I have no idea whether this will work, but it is worth giving it a try. Here is the first one by John Franklin. I got to know John through work in the retirement housing field since he was a finance guy who provided the money for some of the continuing care retirement communities I was working on. He has joined me on sailing adventures in the BVIs, and we have kept up a friendship over 35-plus years. He is now principal in the consulting firm he founded called Pearl Creek Advisors and lives near Ashland VA on a farm that he and his wife, Elizabeth, recently purchased. Here is his story:
A Bike Ride by John Franklin
As much as we like to criticize our churches for being too conservative, they do provide a stable social support system that is not being replaced as they become less and less relevant. I was on a sixteen-mile bike ride this past Sunday when I took my first water break six miles into the ride – under a tree located next to St. Thomas Church. Evidently, despite COVID-19, the congregation, exclusively African American, was finishing up their outdoor service. As I stood near my bike listening to a testimonial being delivered by one of the congregants, I was motioned by a woman to come closer so I could hear better. So, I did.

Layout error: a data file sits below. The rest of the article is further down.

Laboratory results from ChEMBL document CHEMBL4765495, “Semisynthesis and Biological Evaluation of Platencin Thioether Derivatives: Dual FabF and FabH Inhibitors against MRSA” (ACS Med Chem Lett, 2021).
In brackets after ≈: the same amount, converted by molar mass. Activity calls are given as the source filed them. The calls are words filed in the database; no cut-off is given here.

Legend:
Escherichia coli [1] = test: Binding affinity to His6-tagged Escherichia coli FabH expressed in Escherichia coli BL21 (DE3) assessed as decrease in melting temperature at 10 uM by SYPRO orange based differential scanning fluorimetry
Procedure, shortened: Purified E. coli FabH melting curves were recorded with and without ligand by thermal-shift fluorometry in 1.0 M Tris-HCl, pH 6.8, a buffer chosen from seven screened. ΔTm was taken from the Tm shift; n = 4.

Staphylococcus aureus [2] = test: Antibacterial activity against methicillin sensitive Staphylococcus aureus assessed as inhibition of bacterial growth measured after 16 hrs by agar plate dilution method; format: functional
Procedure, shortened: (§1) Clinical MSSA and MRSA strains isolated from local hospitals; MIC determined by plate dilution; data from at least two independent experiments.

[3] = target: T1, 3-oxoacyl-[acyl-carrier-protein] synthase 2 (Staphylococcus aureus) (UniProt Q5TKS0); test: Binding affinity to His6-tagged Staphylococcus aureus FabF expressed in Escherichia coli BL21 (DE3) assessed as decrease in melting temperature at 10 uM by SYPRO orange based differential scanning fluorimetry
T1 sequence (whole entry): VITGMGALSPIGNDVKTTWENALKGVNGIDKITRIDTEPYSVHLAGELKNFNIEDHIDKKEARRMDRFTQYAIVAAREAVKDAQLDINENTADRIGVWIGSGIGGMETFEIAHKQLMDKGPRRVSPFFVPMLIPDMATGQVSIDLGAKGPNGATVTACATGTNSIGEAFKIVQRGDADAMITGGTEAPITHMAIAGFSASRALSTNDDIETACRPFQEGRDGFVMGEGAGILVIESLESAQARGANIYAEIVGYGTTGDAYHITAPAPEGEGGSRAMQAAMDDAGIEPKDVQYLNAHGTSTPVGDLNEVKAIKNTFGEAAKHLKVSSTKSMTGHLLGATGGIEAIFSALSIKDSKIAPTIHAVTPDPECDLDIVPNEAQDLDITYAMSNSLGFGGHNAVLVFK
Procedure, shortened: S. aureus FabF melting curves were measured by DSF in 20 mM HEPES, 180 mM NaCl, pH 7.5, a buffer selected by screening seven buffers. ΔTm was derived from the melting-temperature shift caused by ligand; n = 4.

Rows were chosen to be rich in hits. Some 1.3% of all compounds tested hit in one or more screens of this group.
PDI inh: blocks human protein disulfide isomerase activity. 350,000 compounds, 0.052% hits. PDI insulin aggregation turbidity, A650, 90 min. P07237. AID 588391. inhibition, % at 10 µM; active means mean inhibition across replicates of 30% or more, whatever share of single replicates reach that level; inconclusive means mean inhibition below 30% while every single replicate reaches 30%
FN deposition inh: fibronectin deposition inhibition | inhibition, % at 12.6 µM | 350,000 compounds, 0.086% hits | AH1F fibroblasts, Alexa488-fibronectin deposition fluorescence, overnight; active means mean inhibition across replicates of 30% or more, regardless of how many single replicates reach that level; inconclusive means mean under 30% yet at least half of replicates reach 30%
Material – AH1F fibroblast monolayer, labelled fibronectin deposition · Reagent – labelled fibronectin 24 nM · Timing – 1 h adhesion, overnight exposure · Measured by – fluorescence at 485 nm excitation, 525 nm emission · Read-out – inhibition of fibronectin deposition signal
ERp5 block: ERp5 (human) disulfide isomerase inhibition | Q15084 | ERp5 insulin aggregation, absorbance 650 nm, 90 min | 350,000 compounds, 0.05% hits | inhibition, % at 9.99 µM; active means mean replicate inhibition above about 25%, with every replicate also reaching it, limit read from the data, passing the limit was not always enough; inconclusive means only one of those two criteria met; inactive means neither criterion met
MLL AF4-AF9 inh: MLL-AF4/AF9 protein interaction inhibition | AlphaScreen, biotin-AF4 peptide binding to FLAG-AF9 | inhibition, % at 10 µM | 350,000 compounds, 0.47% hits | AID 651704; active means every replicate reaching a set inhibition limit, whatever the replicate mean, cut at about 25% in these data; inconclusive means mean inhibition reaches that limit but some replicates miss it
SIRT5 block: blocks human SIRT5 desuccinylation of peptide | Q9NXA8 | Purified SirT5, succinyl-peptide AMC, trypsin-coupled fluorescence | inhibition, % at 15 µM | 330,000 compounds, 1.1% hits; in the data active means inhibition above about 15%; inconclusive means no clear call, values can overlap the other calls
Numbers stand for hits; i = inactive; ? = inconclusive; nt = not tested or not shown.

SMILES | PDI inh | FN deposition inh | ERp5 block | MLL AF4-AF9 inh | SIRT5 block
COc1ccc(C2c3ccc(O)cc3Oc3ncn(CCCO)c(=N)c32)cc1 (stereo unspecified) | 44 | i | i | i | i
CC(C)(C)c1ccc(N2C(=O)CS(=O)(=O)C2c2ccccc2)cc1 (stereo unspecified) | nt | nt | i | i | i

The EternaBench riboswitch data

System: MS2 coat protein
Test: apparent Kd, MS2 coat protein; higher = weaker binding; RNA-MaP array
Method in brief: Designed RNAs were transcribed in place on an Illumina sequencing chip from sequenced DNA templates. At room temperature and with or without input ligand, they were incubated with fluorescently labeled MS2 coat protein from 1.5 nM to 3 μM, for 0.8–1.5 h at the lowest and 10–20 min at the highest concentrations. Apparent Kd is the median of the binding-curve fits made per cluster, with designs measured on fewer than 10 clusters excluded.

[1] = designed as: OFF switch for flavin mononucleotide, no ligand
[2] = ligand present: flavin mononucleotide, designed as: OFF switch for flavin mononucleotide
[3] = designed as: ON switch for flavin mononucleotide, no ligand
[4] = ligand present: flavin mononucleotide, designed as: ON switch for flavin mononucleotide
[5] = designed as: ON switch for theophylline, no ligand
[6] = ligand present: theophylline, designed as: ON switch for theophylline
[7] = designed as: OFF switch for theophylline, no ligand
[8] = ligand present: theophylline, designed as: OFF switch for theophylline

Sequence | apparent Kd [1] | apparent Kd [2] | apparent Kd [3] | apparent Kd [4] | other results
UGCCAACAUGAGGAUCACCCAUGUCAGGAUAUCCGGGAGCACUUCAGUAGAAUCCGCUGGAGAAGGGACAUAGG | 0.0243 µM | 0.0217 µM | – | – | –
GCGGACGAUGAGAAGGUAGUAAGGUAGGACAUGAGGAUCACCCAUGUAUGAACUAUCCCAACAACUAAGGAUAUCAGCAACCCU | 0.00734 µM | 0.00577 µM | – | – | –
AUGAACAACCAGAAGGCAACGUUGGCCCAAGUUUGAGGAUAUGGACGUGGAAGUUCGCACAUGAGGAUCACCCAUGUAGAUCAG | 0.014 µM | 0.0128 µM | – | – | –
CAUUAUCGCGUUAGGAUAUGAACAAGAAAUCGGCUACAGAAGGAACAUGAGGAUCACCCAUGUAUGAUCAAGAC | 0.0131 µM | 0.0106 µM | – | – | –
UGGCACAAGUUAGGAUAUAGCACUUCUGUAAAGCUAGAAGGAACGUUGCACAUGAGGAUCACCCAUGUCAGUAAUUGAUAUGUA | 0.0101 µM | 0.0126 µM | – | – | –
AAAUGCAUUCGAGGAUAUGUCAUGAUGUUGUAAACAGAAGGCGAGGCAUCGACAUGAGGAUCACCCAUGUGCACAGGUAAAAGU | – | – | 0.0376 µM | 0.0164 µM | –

After a few minutes, one of the other women standing nearby asked if I wanted to say something to the crowd. I froze for a few seconds, not knowing what to say. Not only was I the only white person in the crowd, I was the only one wearing a ridiculous looking biking outfit. I was even walking strangely because I was wearing my clip biking shoes. What were they thinking of me? However, before I knew it, I responded with “Sister, I have one heck of a story to tell!” What in the hell was I thinking? Somehow, I do not know where it came from, but I was moved by the Holy Spirit. It was a God Moment. And before I knew it, I had the microphone in my hand laying out my soul to these strangers, who just happened to be all black. But there was so much love and acceptance.